However, when the victims are nameless and are supposedly lower life forms like dogs or cats, society have been known to spontaneously develop “mass blind eye syndrome”. “They’re just animals, no big deal” seem to be a prevalent attitude majority of people take when confronted with animal abuse. This, together with the “it’s not my problem” and “I have bigger things to worry about [e.g. keeping a job, finding love, chasing a career, etc]” results in animal abuse cases often being ignored, overlooked or not made a big deal out of. How good would animal cruelty laws be when cases go unreported or when too many people could not be bothered to comply with the provisions within the same?

That is why having good laws to prevent animal cruelty is only a quarter of the battle won. The large part of the war depends on the attitudes of the people. And there is no better place to start than to look at the man in the mirror. Yup, as Michael Jackson’s song sagely reminds us, if you wanna make the world a better place take a look at yourself and then make a change. Such a powerful message contained within such simple lines. It may sound a tad obvious, the message, but seriously ask yourself, when was the last time you truly did something for an animal in need?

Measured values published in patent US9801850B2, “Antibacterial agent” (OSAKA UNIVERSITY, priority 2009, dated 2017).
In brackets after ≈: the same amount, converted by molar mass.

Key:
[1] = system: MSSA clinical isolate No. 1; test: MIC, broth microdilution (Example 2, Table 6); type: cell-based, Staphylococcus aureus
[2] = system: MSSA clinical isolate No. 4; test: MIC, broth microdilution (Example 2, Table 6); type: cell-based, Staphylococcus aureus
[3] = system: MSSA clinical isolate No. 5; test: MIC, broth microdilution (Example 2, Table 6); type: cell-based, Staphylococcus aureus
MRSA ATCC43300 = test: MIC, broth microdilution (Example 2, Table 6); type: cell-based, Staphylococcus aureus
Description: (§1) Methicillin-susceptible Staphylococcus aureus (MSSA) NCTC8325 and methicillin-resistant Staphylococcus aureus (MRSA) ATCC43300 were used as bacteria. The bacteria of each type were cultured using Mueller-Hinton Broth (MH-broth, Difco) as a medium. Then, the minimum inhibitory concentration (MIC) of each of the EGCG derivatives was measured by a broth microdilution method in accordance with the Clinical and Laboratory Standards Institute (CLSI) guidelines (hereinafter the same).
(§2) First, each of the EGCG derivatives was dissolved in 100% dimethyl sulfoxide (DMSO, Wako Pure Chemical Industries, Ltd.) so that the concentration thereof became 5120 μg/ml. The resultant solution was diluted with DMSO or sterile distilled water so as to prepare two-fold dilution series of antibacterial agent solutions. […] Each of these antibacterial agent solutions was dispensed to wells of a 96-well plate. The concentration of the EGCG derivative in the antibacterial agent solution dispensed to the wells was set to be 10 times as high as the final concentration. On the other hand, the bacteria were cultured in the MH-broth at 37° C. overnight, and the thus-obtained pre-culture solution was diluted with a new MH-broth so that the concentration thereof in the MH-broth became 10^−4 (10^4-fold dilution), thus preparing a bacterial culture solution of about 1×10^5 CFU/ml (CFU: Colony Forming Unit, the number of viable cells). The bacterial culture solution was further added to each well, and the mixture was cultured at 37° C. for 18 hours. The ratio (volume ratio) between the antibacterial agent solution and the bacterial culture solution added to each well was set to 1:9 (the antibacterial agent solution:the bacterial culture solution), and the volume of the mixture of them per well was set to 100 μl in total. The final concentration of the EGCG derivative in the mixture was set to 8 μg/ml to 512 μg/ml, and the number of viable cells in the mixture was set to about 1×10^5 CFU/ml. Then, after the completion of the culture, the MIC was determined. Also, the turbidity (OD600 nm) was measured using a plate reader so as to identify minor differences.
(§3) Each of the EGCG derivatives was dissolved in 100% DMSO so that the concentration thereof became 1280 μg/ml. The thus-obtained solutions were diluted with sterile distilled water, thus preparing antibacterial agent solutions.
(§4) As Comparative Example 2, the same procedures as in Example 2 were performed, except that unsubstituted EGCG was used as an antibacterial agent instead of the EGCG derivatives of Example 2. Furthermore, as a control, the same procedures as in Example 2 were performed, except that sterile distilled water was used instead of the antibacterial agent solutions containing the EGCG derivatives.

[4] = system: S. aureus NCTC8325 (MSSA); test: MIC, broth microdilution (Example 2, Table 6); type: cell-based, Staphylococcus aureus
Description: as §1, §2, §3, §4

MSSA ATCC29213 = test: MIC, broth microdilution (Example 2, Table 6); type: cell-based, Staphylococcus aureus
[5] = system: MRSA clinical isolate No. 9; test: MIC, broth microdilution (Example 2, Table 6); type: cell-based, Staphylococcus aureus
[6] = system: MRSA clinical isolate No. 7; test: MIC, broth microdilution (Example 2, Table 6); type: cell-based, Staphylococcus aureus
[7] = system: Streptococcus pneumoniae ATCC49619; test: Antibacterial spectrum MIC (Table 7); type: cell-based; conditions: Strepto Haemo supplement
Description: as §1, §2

Disclaimer: I know there are many great Samaritans out there who regularly pour out (quite literally) their wallets, hearts and souls into animal welfare, support and care. These people are exempt from this article. Instead, this article targets the fence-sitters and the halfway-there’s. Yes, there are lots of animal lovers out there, like yours truly (shamefully so) who love animals and who wish they had a better life … yet, actually don’t do much about it.

As I was driving back from work today, something mundane which I witnessed gave me full realisation (and an epiphany for the title of today’s topic).